Social Security 2022: How Taxable Income Will Increase in Relation to COLA
Retirees who remember what it was like to pay more income taxes for higher earnings will get a reminder of that next year, as the 5.9% increase in Social Security payments will be accompanied by a higher income tax obligation.
The 5.9% cost-of-living adjustment for 2022 Social Security payments is the biggest since 1982 and was implemented to help retires deal with spiraling inflation, which has been clocking in at 6%-plus.
If you collect Social Security but still earn money through part-time work, freelance work, a side hustle or some other means, you might face a higher income tax bill along with the higher Social Security check.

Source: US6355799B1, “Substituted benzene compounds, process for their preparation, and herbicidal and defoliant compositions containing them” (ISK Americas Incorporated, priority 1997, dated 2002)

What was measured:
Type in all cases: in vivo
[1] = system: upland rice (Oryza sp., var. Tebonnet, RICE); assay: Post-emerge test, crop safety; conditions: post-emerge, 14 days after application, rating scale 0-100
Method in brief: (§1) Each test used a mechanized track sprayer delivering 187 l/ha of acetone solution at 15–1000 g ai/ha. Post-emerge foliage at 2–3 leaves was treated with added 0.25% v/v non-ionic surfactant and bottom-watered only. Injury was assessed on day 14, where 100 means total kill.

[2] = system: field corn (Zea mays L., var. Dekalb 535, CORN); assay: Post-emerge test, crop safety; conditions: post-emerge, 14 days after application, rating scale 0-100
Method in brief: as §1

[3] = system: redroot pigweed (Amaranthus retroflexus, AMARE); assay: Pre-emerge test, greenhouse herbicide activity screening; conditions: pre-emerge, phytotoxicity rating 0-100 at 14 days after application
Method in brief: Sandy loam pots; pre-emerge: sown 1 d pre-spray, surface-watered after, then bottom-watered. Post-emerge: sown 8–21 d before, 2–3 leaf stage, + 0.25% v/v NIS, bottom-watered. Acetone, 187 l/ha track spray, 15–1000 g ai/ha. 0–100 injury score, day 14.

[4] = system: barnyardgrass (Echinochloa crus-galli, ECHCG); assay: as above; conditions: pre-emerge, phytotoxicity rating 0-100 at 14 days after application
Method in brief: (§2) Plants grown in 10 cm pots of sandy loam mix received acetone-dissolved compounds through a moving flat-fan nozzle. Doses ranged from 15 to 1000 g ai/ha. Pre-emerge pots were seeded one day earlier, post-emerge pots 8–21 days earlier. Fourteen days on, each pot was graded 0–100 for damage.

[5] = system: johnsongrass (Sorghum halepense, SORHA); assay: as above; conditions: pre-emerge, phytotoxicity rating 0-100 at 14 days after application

As AARP recently reported, if you earn money and collect Social Security retirement benefits before you reach full retirement age, the Social Security Administration may withhold $1 in benefits for every $2 in earnings that exceed the income threshold. In 2021, the threshold was $18,960 a year. That threshold will rise to $19,560 a year in 2022.
During the year you reach full retirement age, the SSA will withhold $1 for every $3 you earn above the limit. That limit was $50,520 a year in 2021 and will increase to $51,960 a year in 2022. The SSA stops withholding money the month you reach full retirement age.
As AARP noted, Social Security is funded by a 6.2% tax on employees, which is matched by a 6.2% tax from employers, with self-employed individuals paying a 12.4% combined tax. Those rates won’t be changing in 2022, but the amount of income subject to the tax will rise in line with the COLA.
In 2021, you paid Social Security tax on up to $142,800 of taxable earnings. That limit will increase to $147,000 in 2022.
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